For most of my adult life I’ve been a “relationship person.” Although I’ve been fortunate to have close relationships with friends and family, I’ve always found it easier to be fully open, fully expressive, and fully intimate in the framework of a romantic relationship.

My first serious relationship formed when I was 15 years old. In the 14 years since, I’ve spent most of my time in relationships, lasting from a few months to a few years. Rarely have I had significant stays in the land of single-dom.

I told myself that romance was the most important thing

I swore I would never minimize the connections formed with significant others — but over the past few years I’ve delved deeply into the reasons why I felt that way.

My path of self-enquiry touched upon a few humbling, uncomfortable truths.

Initially this led to a painful, yet life-changing realization: romance had become codependency, a way for me to attain value and worth I wasn’t getting from myself.

The myth of romantic love and all its dopamine-fuelled highs and lows had become my own false-promise of salvation.

I put all my intimacy eggs in the romance basket

This year I’ve challenged myself. I intend to be more loving, more compassionate, more caring, more authentic, more vulnerable, and more honest with those I love. I want to express and connect beyond labels or socially prescribed boxes. I want to increasingly embody unconditional love, as much as I can.

A quick disclaimer — social anxiety is my background, but I have been able to nourish rewarding, intimate, beautiful relationships nonetheless. Still, as my anxiety has reduced and my ability to express myself increased, the quality of all my relationships have improved.

What is the difference between romantic, platonic, and familial relationships?

Why did I give myself extra permission in the context of cupid’s arrow? Clearly, it wasn’t just about sex — but sex was a bridge to cultivating a deeper sense of connection for me.

Upon reflection I realized my intimacy imbalance was due to a number of factors.

Comfort vs connection

Sex is an exceptionally intimate act. With a sexual partner, cushioned by pillow talk, I felt comfortable opening my heart to a deeper level. Partly — and I see this as a cultural problem — I’d overly emphasized physical intimacy.

The sexual act was a precursor to other forms of intimacy; of sharing the emotional, mental, spiritual aspects of myself. By buying into the link between physical intimacy as a precursor to other forms of intimacy, I’d created a subconscious barrier from non-sexual relationships.

Additionally, I wasn’t as comfortable with non-sexual physical intimacy, instead “reserving” this form of connection for my romantic partner.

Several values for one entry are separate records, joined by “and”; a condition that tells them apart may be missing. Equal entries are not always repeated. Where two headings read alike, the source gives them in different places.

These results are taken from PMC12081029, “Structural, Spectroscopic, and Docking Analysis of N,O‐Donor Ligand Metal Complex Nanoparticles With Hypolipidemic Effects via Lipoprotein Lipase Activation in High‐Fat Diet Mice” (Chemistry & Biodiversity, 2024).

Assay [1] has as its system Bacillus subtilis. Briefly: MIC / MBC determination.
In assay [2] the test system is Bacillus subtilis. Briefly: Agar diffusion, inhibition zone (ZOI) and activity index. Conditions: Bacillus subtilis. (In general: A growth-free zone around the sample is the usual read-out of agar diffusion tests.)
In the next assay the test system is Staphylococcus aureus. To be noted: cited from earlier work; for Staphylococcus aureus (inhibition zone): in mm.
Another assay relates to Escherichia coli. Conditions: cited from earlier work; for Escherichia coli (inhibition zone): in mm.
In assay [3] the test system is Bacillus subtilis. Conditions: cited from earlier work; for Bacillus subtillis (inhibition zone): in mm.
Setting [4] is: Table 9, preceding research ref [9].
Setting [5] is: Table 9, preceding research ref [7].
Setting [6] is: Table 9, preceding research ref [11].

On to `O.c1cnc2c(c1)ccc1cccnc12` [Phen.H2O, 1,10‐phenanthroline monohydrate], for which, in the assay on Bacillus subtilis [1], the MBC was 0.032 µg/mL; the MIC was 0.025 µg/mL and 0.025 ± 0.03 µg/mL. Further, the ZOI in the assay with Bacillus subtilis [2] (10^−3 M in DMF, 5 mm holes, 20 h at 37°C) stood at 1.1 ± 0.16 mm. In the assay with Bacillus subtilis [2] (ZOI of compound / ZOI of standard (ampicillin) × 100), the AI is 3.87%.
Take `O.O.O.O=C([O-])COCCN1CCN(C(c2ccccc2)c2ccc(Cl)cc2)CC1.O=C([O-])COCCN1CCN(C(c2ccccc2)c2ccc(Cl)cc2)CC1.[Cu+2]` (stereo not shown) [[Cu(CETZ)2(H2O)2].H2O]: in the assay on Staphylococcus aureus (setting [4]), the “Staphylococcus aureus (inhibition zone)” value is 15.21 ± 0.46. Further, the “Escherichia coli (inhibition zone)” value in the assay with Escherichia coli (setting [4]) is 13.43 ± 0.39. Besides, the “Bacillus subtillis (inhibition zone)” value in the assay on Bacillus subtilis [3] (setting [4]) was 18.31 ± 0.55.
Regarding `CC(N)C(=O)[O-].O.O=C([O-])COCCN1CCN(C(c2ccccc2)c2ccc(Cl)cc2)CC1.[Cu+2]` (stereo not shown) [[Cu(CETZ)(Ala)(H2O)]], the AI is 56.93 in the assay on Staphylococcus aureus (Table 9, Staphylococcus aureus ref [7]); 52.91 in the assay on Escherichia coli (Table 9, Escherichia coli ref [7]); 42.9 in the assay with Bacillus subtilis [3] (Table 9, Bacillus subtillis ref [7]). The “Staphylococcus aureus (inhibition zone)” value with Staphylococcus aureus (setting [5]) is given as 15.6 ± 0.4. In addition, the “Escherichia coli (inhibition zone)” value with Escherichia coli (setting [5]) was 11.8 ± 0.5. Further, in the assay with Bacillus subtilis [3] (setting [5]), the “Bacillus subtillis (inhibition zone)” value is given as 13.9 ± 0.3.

I was placing all of my intimacy needs on one person — that’s a big ask.

The path of the heart

Taking the leap to greater intimacy in all relationships is a path of heart. True human connection requires vulnerability, trust, awareness. It demands radical authenticity, a revealing of our deeper selves beyond the persona. Intimacy demands we work, tirelessly cultivating self-compassion and self-love, so we can express love without neediness or craving.

The modern world is full of distractions, but the leap to greater intimacy demands our attention and focus.

When you love someone, the best thing you can offer is your presence. How can you love if you are not there?

Thich Nhat Hanh

Recollect time spent with someone who is distracted; glancing at their phone, losing track of conversation. You’ll likely experience a sense of disconnect.

Conversely, think of some of the most significant shared moments you’ve had. You will find the levels of connection and presence you felt were exceptional.

Feel your fear – and connect anyway

Last but not least, the leap to greater intimacy requires courage. Each of us will have our own “intimacy zones.” Any act or conversation outside of this zone will be accompanied by fear.

The task is to push yourself through, to feel the fear and act anyway. Run the risk of rejection, knowing you’ll be okay whatever the outcome.

Depending on where you are in your life, your intimacy zone may be talking to a stranger or hugging someone or telling someone you love them. Start by meeting yourself where you’re at, and take a leap from there.

Dare to be vulnerable. Dare to connect.

In modern times, this is an unconventional act. But I’m not here to play by convention — and you’re not, either.